As a financial planner I’ve been noticing a big gap in the often overlooked area of Living Benefits. Most people think about their RRSPs, their mortgages, even life insurance. But too many people are forgetting about protecting themselves, their families, and their finances if they should get sick. I’d be willing to bet that everyone knows someone, has heard of someone, or is someone, who has been affected by a serious life threatening illness. Cancer, heart attack, stroke, Alzheimer’s, MS, and the list goes on. Just last month I lost a close friend who courageously battled a brain tumour for years. Another friend is in remission from cancer, my mom has had a stroke, and my dad was diagnosed with Alzheimer’s. We all know someone, but many of us think that it won’t happen to us.  I hope it never happens to you….but what if it does? Aside from the emotional impact, how will it affect your finances? Will you need to start going into your long term retirement savings if you can’t work?  How will that affect your retirement? How will the financial burden affect your stress level? Can you afford to seek treatment outside of Canada? Or alternative treatment in Canada which is not covered by Medicare? What if it’s a long-term illness, and you need continued medical assistance?

I understand that no one really wants to think about this happening to them, but if it does, it’s far better to have planned for it, than not. Then it becomes one less thing to worry about. Various types of Living Benefit Protection exist for this very reason. And many financial planners overlook it, because it’s a very specific area of expertise; that many advisors are not comfortable with. I’ll give you an overview of the two main types, which are largely, but not solely, age based.

Critical Illness Protection: 

Critical Illness insurance provides a lump sum benefit that helps you respond to a critical illness in your own way. It’s generally appropriate for all ages up to 65 years old. One of my favourite options on these plans is that you can get all your premiums back at a given point, if you haven’t suffered any claimable illnesses. This, in my opinion, takes most of the risk away. You buy this protection hoping that you’ll never get sick, but if you do you’re covered. If you’re lucky, and don’t get sick, you get all your money back. It makes a lot sense to me.

I have this type of insurance, as do many of my clients and friends. Unfortunately some of those people have also made claims. In the personal cases that I know of, thankfully, all of the individuals survived their illnesses and are doing well today. I know for a fact that receiving a lump sum of money upon their diagnoses relieved an enormous financial burden. One of them is a young father with children, whose wife is a stay at home mom. Another was a single friend who had to stop working for months, and wouldn’t have had enough savings to support herself through her treatment.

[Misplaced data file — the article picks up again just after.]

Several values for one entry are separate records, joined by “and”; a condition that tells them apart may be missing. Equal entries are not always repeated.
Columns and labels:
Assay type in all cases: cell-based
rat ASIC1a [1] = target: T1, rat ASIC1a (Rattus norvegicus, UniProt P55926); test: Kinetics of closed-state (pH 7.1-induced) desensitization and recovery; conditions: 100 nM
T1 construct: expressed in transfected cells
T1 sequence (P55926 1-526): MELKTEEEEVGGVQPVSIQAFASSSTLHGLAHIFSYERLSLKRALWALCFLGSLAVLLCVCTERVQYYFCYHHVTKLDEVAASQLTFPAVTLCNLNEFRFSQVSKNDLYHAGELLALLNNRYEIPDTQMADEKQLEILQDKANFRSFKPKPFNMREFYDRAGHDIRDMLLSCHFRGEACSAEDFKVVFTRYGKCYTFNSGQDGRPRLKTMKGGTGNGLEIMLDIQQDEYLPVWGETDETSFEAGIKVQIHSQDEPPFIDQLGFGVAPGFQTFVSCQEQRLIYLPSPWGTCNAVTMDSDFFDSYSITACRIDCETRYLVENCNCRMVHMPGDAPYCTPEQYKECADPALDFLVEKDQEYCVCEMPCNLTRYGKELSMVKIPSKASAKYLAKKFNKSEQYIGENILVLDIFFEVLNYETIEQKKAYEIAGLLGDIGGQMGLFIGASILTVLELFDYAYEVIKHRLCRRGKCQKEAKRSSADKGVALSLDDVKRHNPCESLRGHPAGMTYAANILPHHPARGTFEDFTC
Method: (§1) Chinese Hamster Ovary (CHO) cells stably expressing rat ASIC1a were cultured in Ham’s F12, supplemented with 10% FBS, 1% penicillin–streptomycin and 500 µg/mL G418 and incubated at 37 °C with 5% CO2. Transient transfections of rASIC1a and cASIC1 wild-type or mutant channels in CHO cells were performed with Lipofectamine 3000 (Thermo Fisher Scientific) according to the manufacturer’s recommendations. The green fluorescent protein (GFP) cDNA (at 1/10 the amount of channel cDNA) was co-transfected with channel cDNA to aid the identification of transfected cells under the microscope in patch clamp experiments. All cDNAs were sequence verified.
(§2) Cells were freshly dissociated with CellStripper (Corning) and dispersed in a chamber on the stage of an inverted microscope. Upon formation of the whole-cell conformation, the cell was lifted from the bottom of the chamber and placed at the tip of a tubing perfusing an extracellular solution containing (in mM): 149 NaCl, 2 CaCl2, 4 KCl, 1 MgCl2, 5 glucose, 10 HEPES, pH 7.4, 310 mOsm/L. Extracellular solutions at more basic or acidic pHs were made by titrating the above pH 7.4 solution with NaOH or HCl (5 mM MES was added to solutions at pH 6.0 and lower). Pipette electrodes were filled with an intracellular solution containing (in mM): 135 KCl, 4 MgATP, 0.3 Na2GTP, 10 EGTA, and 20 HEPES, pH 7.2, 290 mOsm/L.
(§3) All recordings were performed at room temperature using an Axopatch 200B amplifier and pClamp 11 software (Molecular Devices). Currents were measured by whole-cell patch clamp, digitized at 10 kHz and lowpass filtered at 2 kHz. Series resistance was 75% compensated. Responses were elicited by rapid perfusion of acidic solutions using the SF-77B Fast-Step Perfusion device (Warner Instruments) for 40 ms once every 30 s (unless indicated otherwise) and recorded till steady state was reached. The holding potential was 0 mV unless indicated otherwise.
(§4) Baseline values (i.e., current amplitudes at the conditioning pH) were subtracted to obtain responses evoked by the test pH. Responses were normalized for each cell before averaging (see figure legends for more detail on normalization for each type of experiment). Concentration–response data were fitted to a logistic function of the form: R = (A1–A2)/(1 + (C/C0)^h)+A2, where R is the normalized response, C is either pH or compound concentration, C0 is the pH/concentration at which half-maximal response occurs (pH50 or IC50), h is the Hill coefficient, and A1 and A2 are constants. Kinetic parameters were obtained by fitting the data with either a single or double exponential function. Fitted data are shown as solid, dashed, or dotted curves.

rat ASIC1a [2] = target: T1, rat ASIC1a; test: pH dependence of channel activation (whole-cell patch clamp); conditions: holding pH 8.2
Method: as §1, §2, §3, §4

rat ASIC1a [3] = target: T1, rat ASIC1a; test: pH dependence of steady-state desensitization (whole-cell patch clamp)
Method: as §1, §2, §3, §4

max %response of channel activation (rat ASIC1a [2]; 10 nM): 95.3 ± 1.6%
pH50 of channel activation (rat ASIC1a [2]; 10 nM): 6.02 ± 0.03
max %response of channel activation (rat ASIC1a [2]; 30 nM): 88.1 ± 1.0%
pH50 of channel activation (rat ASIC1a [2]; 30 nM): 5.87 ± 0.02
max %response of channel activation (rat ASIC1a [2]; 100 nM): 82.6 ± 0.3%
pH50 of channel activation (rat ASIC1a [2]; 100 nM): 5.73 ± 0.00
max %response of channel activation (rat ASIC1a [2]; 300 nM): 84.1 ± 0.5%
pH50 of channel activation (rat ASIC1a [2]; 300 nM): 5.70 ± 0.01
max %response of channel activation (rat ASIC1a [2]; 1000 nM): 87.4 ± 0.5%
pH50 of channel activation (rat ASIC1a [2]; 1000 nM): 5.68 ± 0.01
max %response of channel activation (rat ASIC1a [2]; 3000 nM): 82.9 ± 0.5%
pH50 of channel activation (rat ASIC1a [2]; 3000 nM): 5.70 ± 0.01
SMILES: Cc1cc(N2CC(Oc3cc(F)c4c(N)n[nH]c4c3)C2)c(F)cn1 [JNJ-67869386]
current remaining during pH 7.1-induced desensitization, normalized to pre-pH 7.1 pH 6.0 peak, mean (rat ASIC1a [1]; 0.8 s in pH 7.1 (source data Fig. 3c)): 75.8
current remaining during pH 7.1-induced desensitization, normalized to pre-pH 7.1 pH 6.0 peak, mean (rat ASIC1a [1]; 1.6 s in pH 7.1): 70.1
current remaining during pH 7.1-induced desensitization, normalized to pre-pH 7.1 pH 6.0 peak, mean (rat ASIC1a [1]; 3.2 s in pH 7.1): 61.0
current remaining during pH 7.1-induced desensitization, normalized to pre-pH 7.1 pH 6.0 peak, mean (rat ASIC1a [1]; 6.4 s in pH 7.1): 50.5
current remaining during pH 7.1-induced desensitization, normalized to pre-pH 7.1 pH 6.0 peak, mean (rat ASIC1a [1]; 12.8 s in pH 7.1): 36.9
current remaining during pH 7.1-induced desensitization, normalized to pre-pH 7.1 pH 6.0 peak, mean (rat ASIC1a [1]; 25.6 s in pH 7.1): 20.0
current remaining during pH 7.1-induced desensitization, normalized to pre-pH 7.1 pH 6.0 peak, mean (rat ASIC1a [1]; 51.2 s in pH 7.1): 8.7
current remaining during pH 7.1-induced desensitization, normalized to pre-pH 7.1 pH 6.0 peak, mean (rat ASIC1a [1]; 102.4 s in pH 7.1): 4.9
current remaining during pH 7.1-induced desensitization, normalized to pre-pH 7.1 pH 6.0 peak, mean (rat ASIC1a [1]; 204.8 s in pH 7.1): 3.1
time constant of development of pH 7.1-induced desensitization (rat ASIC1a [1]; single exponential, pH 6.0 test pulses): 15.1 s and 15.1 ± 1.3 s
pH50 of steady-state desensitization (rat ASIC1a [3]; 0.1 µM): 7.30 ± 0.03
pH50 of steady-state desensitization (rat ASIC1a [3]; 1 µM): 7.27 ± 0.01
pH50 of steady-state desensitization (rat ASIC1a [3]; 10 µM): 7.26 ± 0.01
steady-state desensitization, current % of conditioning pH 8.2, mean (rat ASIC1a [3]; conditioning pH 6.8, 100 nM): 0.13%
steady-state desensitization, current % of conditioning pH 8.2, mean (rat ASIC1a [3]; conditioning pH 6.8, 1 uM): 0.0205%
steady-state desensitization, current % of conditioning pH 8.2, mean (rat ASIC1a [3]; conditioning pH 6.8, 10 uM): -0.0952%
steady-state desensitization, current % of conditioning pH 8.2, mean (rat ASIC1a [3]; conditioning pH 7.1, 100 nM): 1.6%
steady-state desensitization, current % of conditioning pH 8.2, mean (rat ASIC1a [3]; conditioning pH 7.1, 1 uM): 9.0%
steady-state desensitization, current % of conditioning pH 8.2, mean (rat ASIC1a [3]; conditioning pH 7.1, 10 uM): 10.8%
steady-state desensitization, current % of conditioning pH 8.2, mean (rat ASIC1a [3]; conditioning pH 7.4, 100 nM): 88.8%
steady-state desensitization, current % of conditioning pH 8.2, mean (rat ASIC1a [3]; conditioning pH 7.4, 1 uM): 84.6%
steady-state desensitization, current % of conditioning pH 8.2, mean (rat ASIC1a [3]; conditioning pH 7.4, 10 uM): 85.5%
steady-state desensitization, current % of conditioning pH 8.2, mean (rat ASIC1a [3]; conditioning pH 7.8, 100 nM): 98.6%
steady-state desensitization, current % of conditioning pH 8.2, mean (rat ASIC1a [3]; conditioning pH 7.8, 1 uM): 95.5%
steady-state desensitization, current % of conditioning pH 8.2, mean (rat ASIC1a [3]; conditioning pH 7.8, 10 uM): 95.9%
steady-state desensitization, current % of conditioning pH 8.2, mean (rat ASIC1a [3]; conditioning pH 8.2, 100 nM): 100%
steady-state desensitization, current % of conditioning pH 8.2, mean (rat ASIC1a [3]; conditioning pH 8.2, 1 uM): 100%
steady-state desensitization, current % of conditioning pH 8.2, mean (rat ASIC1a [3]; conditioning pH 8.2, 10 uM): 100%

Long-Term Care Protection:

Long-term care services address the health, social and personal care needs of individuals who have lost the ability to care for themselves. While a certain degree of public support is available, government programs are not comprehensive and long term care services can be costly. The cost to meet these needs, will increase with age with the average Canadian experiencing 9 to 14 of the final years of their life in diminished health.*

Long term care insurance helps to pay for care services that other plans don’t provide, bridging the gap between what is provided and the extra care or services you might want to access. Meaning that you have more choices around the kind of care and amount of care you’ll receive. It will help to ensure that your savings and investments can be preserved.  Like the Critical Illness Protection, you may be able to have your premiums returned to your estate, if you die, and have not used the protection. It’s generally looked at for people in the 45-65 year age range.

You wouldn’t buy a car or home without insurance; and this is no different. Everyone’s situation is different, so it’s important to evaluate your particular concerns with an advisor who understands your needs, financial situation, and the products available that would best suit those needs. This type of protection should be considered as part of an overall financial plan, and not as an independent/stand-alone component.

* Source: Statistics Canada, 2012

Lynn MacNeil, F.PL. is a licensed Financial Planner with Investors Group Financial Services Inc. in Montreal, with 20 years experience working with retirees & pre-retirees. This column is presented as a general source of information only and is not intended as a solicitation to buy or sell investments, nor is it intended to provide legal advice. For a private financial consultation, or more information on this topic or on any other investment or financial matter, please contact Lynn MacNeil at (514) 693-3384 or [email protected]

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